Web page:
We all know that downtime caused by IT outages can be costly. As much as $300,000 per hour according to Gartner. But, the additional costs of downtime are not always reported. And they can be nothing short of significant.

Take the 2017 British Airways outage as an example. It stranded 75,000 passengers and, as a result, saw £170 million drained from its market value. A similar outage for Southwest Airlines, caused by a router failure, led to over 2,000 cancelled flights and an estimated cost of between $54 million and $82 million in lost revenue. Beyond diminished share value, longer-term repercussions of such outages can add further devastation. The drip-drip effect on brand reputation and the potential loss of trust, is hard to roll back.

Past, Present and Future Technology – In a Single View
Today’s IT environments are comprised of a mishmash of old and new technology. From legacy proprietary systems, virtual machines and hybrid cloud accounts to IoT endpoints, physical and virtual networks and so much more, the composition of the enterprise is riddled with complexity. This spawns siloed systems and layers of opacity that can prevent the visibility and insight needed to gain a full picture of the environment’s health, availability and capacity. Add to that the increasing use of multiple cloud environments, and shadow IT infrastructures, and the risk for downtime grows exponentially. The more unwieldy the mix of legacy, modern and cloud components, the greater the chance one could fail at any moment.

IT disaster recovery planning can no longer be ignored
IT operations monitoring can help prevent business services failures

To fully manage the ever-complex environment, organizations need to employ comprehensive monitoring that spans the diversity of the infrastructure. Even more, eliminate the use, and risk, of multiple point-system monitoring tools. They’ll only create greater complexity. The most effective hybrid environment monitoring solutions will deliver visibility across all the servers, networks, storage, clouds and virtual systems that lie behind each application – no matter how legacy or modern the environment. In this way, IT operations can have a much clearer view into early warning signs of the issues that might cause downtime and resolve them before customers are impacted.

Monitoring and Automation Reduces the Human Error Factor
While many assume that most outages are out of their control, or malicious in nature, according to an article written by Gartner, “the undisputed #1 cause of network outages is human error.” A Ponemon Institute report also found that human error was the second most common cause of system failure – and therefore business downtime – accounting for around 22% of all incidents.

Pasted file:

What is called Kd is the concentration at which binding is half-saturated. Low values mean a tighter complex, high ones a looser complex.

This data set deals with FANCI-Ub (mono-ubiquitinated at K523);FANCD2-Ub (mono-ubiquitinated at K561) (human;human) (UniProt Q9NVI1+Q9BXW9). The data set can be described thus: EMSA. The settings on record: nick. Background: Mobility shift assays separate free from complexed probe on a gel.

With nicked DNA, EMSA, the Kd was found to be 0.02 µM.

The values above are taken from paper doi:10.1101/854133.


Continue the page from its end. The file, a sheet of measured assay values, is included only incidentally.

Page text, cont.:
The “human factor” can be avoided. By using both comprehensive monitoring and automation organizations can not only detect failures more quickly, but even have pre-determined processes implemented automatically and much more quickly than it may take administrators to pinpoint the failure and implement remediation.

For example, humans shouldn’t need to touch a server when it comes to organizational processes – this should be automated to ensure a consistent high performance. An automated approach ensures that infrastructure is well-maintained and more resilient. This, in turn, drives down cost and enables the organization to focus on more strategic areas of the business which includes driving customer satisfaction and growth.

Flipping the Switch to “Always On”
The digital business has no appetite for IT outages. The environment must be “always on,” without exception, to not only support efficient customer processes but the digital transformation that can arm the business with a greater competitive advantage. To achieve this level of availability, businesses must adopt new processes and tools that leverage the very best of the systems we have today – regardless of their hybrid mix of technology. In doing so, they can achieve the virtual zero-downtime model.

Adopting best practice operational activities, processes and monitoring – such as running regular threat and vulnerability assessments, conducting configuration reviews and including operation process validation checkpoints – can significantly reduce the chances of a system failure. By implementing comprehensive, real-time monitoring that offers complete integration with hardware, application stacks (on-premises or in the cloud), service desks and notification software, the hybrid enterprise can avoid the high cost of IT outages and the ongoing consequence they may have on brand reputation and stock value.